John Carroll, who died June 14, was one of the editors who personified the great years of American newspapers, when, seeking an alternative to the stenographic coverage that had offered heat but less light during the McCarthy years and the early Vietnam War, a combination of heady ambition and previously unknown financial resources gave newspaper journalists a sense that they could not just cover the world, they could cover everything and anything in that world. His accomplishments as an editor – summarized in this Washington Post article — stand among the most notable in the industry’s history.
While Carroll knew that it starts with the story and the people who report it, he understood that journalism was a collaborative process, drawing upon the different talents of reporters, photographers, graphic artists, assigning editors, and copy editors, whom he saw as having an important part to play in the process. To that end, as the editor in Lexington, Baltimore, and Los Angeles, Carroll strengthened the copy desk and empowered it to do the sort of work newspaper copy editors are meant to do – not merely chase commas and write a 3-36-2, but to see the story as the last editor and the first reader; to say not just “Is this what we want to say,” but, “Will someone not involved in the story understand it, believe it, be moved to thought or action by it.”
And so it is no surprise that Carroll was a longtime backer of ACES, since its early days as a group largely made up of newspaper copy editors. While he did not do what we did, he knew what we did, and what it brought to the paper. During his years as a top editor at the Baltimore Sun and Los Angeles Times, those organizations and their parents, Times Mirror and Tribune Co., were among those making sure that ACES was financially able to provide to their staffs the sort of training for which we are known – and that their staffs regularly were able to get it.
Melissa McCoy, who was deputy managing editor overseeing the copy desks at Los Angeles under Carroll, said, “John operated his newsroom with the belief that great journalism was a team sport. For him, copy editors were an irreplaceable part of that team. He knew that their tough questions, critical thinking skills, and precise editing could elevate good stories to great. When he first came to the Times, he couldn’t understand why copy editors didn’t have a larger role in the newsroom, and he quickly rectified it by giving them a seat at the table among the paper’s leadership.
“His honoring of each newsroom craft was a hallmark of his tenure. He was the sort of editor who walked around and talked to everyone, including the copy desks. He knew most copy editors’ names (no small task in a newsroom of 1,200), complimented them on headlines, and made sure they got in on projects early enough to have some effect. He also knew that every one of those 13 Pulitzers we won in five years was helped in some way by the work of a copy editor in ways large or small, and he made sure the entire staff knew that too. “He changed the culture for copy editing, not just at the Times but at the Sun and throughout the industry,” Mc Coy said. And she added: “John loved ACES.”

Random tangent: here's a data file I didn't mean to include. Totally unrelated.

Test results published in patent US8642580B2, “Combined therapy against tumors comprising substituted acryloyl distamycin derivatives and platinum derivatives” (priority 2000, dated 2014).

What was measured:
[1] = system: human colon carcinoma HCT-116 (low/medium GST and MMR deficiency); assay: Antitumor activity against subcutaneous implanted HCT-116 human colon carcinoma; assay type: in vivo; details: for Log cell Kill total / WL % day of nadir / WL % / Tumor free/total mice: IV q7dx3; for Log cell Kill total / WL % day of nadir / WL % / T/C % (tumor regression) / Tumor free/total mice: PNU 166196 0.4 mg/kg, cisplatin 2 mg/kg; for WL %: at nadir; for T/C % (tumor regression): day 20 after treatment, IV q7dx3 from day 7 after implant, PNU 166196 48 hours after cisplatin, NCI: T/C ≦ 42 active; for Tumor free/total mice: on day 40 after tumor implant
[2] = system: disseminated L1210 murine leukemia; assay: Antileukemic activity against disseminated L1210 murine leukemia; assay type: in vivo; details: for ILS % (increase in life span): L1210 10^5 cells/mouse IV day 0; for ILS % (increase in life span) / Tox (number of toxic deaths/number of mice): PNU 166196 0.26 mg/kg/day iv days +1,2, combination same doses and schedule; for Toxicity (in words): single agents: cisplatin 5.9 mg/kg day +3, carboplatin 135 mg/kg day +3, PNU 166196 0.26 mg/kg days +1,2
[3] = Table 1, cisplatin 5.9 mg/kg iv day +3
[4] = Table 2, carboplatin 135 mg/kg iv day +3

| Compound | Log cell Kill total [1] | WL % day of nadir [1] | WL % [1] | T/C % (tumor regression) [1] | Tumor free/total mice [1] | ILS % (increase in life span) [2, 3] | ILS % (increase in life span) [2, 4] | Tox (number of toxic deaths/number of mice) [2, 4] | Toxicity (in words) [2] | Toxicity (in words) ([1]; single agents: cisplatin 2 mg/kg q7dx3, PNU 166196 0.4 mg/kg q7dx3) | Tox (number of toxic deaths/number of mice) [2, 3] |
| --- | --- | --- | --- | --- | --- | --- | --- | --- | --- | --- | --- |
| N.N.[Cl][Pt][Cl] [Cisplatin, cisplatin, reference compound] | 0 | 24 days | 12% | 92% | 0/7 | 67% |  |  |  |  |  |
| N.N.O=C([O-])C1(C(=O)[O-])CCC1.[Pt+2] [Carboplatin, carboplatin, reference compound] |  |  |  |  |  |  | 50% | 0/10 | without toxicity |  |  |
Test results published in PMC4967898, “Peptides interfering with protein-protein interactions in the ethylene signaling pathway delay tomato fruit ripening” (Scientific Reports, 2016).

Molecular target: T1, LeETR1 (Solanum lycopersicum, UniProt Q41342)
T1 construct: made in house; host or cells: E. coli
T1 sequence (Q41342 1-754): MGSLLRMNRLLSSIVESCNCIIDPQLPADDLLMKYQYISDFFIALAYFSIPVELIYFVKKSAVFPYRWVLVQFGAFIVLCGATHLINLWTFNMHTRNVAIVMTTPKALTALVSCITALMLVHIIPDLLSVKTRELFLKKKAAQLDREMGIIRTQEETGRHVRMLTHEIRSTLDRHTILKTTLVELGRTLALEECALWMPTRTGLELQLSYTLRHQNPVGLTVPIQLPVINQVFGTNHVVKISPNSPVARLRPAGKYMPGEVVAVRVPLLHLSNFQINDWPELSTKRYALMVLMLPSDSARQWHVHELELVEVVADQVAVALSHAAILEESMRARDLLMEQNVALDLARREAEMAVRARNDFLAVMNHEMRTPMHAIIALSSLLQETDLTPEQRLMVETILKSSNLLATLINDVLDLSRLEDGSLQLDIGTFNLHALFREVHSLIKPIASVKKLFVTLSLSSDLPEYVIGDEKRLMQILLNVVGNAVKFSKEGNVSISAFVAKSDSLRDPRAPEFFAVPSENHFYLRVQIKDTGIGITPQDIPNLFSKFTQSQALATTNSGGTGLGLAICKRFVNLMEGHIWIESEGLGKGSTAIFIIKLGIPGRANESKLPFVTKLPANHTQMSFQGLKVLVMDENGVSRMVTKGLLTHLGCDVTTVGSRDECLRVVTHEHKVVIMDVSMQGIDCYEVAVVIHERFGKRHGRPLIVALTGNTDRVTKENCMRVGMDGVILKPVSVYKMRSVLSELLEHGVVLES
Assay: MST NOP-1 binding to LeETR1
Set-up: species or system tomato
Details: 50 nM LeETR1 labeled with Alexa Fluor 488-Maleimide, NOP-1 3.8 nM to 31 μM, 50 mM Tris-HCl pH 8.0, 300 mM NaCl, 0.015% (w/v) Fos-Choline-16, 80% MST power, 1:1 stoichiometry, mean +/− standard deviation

Carroll was a man of his times, and when the times changed rapidly, he drew a line in the sand and the waves swept over it, and he found himself leaving organizations he had shaped as the demand for profit grew – and this was before things got really bad. What he would make of some of today’s newsrooms, where even city editors are seen as outdated, and reporters are told to be guided in their coverage by analytics and to just post something, anything, quickly and with little or no review, I do not know. I only met him a handful of times, as he was gone from Philadelphia before I came. Yet I cannot imagine him seeing many of today’s trends as good.
But an editor like John Carroll sets an example that some of those coming up in today’s media world will look at and say, take some of this and some of that and create something involving content creators and managers, and content analysts – i.e. copy editors – that will aim for the journalistic greatness he stood for, imbued his newspapers with, and guided staffs to meet, and will set an example that those who care will want to follow and that those who do not may be judged by their actions. ACES salutes and thanks John Carroll, a longtime friend and backer in whose shadow we were honored to stand.